On the member’s more reasoned point about interference with the committee’s inquiry, I have no doubt that the wider investigation that the committee undertakes in relation to the 2012 act will look broadly at a range of aspects of policing in Scotland and of the Scottish Fire and Rescue Service. Nevertheless, there is a need to look at issues specifically relating to complaints and conduct matters and how they are investigated. The purpose of Dame Elish Angiolini’s review is to produce a much more detailed analysis of that area of responsibility, and the work that will be undertaken for the review will inform decisions on whether further measures could be taken in the future. I have no doubt that, in considering the work that the Justice Committee is undertaking, Dame Elish Angiolini will wish to consider the evidence that is presented to the committee. However, the review will be a much more detailed consideration of specific aspects relating to complaints and conduct matters.
I thank the cabinet secretary for advance sight of his statement. I am pleased that he has agreed to the calls to commission a review. The accusations and counter-accusations swirling around senior officers in recent months have not been healthy for the police force and, at their worst, have resembled something of a soap opera. That the complaints-handling process has been slow and poorly understood by the public has not helped; most notable in that regard is the discrepancy that, when a senior officer resigns, the investigation stops and any potential lessons for policing are lost, which is a problem.
Can the cabinet secretary confirm that that is a key reason for the review’s investigation and that it will address that?
Likewise, there are reports of a confusing and complex complaints landscape for non-senior officers, because understanding the roles of the PIRC, the SPA, professional standards and HMICS is as much of a challenge for officers as it is for the wider public. Can the cabinet secretary confirm that the review will seek to simplify the complaints framework for all officers and ranks? Will he confirm the timeline for the review and when he expects Dame Elish Angiolini to report?
I am grateful to the member for raising those points and I will try to address each of them in turn, as they are all about important issues that need proper consideration.
The member referred specifically to the issues around on-going investigations into individuals who might subsequently retire from the service or leave it. Clearly, there are questions to be asked about the existing arrangements for dealing with that matter, and the review will be able to consider them. Is there a need for a change in the way in which we deal with them? If so, what measures need to be put in place to address that, so that investigations into complaints or conduct issues can continue? I can confirm that the review will be able to look at that aspect.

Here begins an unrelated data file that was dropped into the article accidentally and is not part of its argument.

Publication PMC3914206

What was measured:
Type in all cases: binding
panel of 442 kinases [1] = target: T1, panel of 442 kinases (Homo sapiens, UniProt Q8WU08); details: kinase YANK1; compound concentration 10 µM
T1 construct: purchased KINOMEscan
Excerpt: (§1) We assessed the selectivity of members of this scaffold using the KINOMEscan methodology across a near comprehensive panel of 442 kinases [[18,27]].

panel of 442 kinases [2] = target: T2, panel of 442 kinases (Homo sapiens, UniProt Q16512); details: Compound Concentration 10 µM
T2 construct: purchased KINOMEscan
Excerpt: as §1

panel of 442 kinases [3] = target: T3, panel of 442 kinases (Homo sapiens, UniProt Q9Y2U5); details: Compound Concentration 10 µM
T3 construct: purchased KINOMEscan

The member also raised the issue of complexities around complaints, which I recognise. We need to ensure that we have a system whereby those who are having a complaint against them investigated have faith in how the process operates and have clear sight of that, and that the process operates in a proportionate fashion given the nature of the complaint. We also need to ensure that those who lodge complaints have confidence in the transparency and accountability of the process. That is why having a look at the whole system will be critical to ensuring that we can simplify the process where possible, but also clarify roles at specific points in the process to ensure that those who are being investigated and those who have lodged a complaint have a clearer understanding of the process. Simplifying the process is another aspect that Dame Elish Angiolini’s review can consider.
On the timeline, given the discussions that we have had with Dame Elish and the detailed nature of the work, I expect it to take around 18 months to two years. That is why it has been broken into two sections, which will deal with some of the immediate issues around process and guidance that can be identified at an early stage and on which action can be taken, and then the much more detailed work to look at the wider framework and the different parts of the complaints system and ensure that they are being appropriately addressed, including issues relating to both primary and secondary legislation.
It will be for Dame Elish Angiolini to determine how she conducts the review. No doubt she will want to engage with a range of stakeholders including individuals who have experience of the complaints and conduct investigations process, and no doubt she will want to consider how to facilitate access to individuals who may wish to engage with her on such matters anonymously. That will be a matter for her, but I imagine that she will want to provide an opportunity for people who want to give evidence or discuss their experiences with her to do so anonymously, in order to ensure that they are protected and that she gets as full a picture as possible of how the system is operating.